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NHS hospitals in England recently received a major boost about new hospital bed funding, with the government announcing £250m to provide an extra 5,000 NHS hospital beds this winter.
This is a welcome development for many NHS hospitals, who require increases in bed provision to boost capacity and reduce patient waiting lists. However, despite the new funding, a major challenge for the NHS is how to get the most out of the available funding, enabling trusts to have beds that cater for varying care needs.
Whenever an NHS hospital looks to procure hospital equipment, they need to ensure they get value for money. Often a timely and complex process, hospitals need equipment that is durable, cost-effective and functional.
Those needs become tricky to comply with when you start considering complex care needs, such as plus-sized patients. To look at how hospitals navigate this problem, we’ll be taking a look at how new innovations are helping to make hospital beds more flexible, enabling the NHS to make their funding go further without compromising on quality of care.
In preparation for increased patient demand this winter, the government announced £250m of additional funding, helping to deliver an extra 5,000 NHS hospital beds in England.
The increase will see nearly 100,000 permanent beds on wards and in A&E, a rise of 5% on current levels. Around 900 new beds are planned to be ready by January 2024, helping hospitals during their busiest time for urgent and emergency care.
Alongside this new funding, the government have also promised to have at least 10,000 ‘virtual’ hospital beds open by autumn. Under this process, doctors will provide remote monitoring of patients in their home, who would otherwise have to be admitted to hospital.
With new funding available to NHS trusts to increase their care bed provision, one type of bed that is often overlooked during the procurement process is bariatric or plus-sized care beds. Designed to support heavier individuals, these care beds feature increased weight capacities, sturdier duty supports and wider widths to meet specific bariatric care needs.
Due to usage and demand, ward beds will take priority with the new funding. However, a standard hospital bed isn’t suitable to maintain the safety or comfort of a plus-sized individual.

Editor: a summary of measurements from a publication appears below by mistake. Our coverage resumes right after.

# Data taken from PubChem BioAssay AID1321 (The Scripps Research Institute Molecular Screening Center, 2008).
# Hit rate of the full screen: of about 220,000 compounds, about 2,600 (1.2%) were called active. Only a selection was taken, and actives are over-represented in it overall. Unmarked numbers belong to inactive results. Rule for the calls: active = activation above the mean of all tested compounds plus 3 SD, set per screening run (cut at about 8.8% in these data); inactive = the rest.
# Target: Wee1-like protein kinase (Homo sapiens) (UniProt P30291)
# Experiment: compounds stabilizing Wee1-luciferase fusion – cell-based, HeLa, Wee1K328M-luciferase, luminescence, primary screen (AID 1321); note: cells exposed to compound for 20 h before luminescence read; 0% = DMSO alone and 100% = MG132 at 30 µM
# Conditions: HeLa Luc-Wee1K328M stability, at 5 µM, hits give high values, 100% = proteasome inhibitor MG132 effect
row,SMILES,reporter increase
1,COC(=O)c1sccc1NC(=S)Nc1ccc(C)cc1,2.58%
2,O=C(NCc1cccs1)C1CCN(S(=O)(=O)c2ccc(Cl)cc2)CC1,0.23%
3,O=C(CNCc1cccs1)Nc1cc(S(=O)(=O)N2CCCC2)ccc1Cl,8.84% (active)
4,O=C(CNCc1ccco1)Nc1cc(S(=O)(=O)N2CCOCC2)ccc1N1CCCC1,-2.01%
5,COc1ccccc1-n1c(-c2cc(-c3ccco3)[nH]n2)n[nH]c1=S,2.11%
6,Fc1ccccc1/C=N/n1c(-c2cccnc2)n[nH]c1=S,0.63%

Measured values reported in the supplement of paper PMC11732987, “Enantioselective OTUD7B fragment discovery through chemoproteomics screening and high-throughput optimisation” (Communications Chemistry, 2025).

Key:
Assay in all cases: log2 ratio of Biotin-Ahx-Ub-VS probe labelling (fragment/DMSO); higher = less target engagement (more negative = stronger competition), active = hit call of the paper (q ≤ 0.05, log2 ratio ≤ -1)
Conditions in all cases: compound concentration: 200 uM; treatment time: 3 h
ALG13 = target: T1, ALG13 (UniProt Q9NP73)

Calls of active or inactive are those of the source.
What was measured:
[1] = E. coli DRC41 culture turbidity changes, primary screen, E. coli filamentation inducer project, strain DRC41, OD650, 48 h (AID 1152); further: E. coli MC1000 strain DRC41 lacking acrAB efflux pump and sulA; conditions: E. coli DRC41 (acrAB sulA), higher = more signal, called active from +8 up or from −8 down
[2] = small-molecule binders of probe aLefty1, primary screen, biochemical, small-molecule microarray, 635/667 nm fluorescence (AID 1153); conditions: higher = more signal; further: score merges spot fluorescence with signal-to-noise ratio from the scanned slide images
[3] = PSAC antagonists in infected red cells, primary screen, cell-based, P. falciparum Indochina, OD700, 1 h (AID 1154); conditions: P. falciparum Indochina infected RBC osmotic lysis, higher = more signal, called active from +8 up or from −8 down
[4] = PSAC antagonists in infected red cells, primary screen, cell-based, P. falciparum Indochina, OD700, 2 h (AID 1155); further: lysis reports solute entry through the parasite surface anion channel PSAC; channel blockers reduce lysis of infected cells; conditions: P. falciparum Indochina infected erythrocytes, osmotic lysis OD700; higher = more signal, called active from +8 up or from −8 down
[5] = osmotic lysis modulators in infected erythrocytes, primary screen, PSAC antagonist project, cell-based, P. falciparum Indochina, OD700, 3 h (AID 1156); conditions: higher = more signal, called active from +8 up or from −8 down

Bariatric patients have complex and specific care needs, often requiring a low profiling bed so their legs can be moved and lifted more easily onto or out of the bed, helping improve independence and supporting rehabilitation.
There is no doubt that the new hospital bed funding will make a big difference. However, it will only make a difference if the beds can cater for a wide range of care needs. To enable the NHS to make the most of additional funding, there are a number of new care bed innovations that provide greater flexibility and efficiency.
As the only bariatric bed on the market that can drop to 21cm off the ground, the VersaTech 1100 ULB is already enhancing the quality of care of plus-sized patients across the UK. However, it is another feature of the bed that could be of huge benefit to how NHS trusts utilise hospital bed funding.
Usually when NHS trusts purchase care beds, they will buy bulk orders for standard ward beds, falls risk beds and bariatric. Not only is this expensive, it also sees beds for plus-sized patients not in use when there isn’t a need for them.
So how can hospitals strike the right balance between having beds to meet different needs, but also ensure they are being used all the time? The answer is to choose beds which give you more flexibility.
Fully-width adjustable to accommodate different mattress sizes, the VersaTech 1100 ULB delivers the flexibility that hospitals need, without compromising on quality of care. Built with convenience and ease of operation in mind, it has a lightweight head and footboard which can easily be removed, making it easy for patient-centered care.
By simply adjusting the side panels, this bariatric bed can easily be adapted to be used as a standard wards bed or falls risk bed, ensuring staff and patients get better value for money and more usage.
Watch the video below of how the VersaTech 1100 ULB can support your care environment.
Any new hospital bed funding for the NHS should be welcomed. However, to ensure that funding is used effectively, careful consideration is required when choosing a hospital bed. With the VersaTech 1100 ULB, its versatility offers hospitals a comprehensive solution.
By addressing the unique needs of bariatric patients through innovative features and adaptable design, the bed optimises patient care, resource allocation, and operational efficiency. This approach ensures that hospitals can effectively utilise their funding. By selecting a bed that has multiple purposes, they can make significant improvements to patient outcomes and streamline healthcare delivery.